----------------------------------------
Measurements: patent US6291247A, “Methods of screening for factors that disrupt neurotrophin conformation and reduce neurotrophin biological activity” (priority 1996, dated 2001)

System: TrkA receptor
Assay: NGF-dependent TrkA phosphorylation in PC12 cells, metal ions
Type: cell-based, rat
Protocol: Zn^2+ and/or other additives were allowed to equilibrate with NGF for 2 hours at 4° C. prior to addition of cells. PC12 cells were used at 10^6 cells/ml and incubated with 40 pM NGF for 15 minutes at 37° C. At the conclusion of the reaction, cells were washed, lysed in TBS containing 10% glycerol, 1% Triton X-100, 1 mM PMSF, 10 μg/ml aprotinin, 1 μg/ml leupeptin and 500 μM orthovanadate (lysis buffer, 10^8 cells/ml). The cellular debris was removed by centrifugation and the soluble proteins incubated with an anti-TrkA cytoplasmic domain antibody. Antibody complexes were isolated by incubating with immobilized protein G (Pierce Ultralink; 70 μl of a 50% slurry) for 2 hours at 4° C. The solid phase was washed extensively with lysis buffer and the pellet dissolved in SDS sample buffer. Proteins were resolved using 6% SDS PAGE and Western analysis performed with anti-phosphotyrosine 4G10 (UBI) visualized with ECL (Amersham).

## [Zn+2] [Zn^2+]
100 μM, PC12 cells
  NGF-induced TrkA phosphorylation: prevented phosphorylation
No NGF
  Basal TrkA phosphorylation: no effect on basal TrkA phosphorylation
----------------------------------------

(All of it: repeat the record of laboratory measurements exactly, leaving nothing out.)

Measurements: patent US6291247A, “Methods of screening for factors that disrupt neurotrophin conformation and reduce neurotrophin biological activity” (priority 1996, dated 2001)

System: TrkA receptor
Assay: NGF-dependent TrkA phosphorylation in PC12 cells, metal ions
Type: cell-based, rat
Protocol: Zn^2+ and/or other additives were allowed to equilibrate with NGF for 2 hours at 4° C. prior to addition of cells. PC12 cells were used at 10^6 cells/ml and incubated with 40 pM NGF for 15 minutes at 37° C. At the conclusion of the reaction, cells were washed, lysed in TBS containing 10% glycerol, 1% Triton X-100, 1 mM PMSF, 10 μg/ml aprotinin, 1 μg/ml leupeptin and 500 μM orthovanadate (lysis buffer, 10^8 cells/ml). The cellular debris was removed by centrifugation and the soluble proteins incubated with an anti-TrkA cytoplasmic domain antibody. Antibody complexes were isolated by incubating with immobilized protein G (Pierce Ultralink; 70 μl of a 50% slurry) for 2 hours at 4° C. The solid phase was washed extensively with lysis buffer and the pellet dissolved in SDS sample buffer. Proteins were resolved using 6% SDS PAGE and Western analysis performed with anti-phosphotyrosine 4G10 (UBI) visualized with ECL (Amersham).

## [Zn+2] [Zn^2+]
100 μM, PC12 cells
  NGF-induced TrkA phosphorylation: prevented phosphorylation
No NGF
  Basal TrkA phosphorylation: no effect on basal TrkA phosphorylation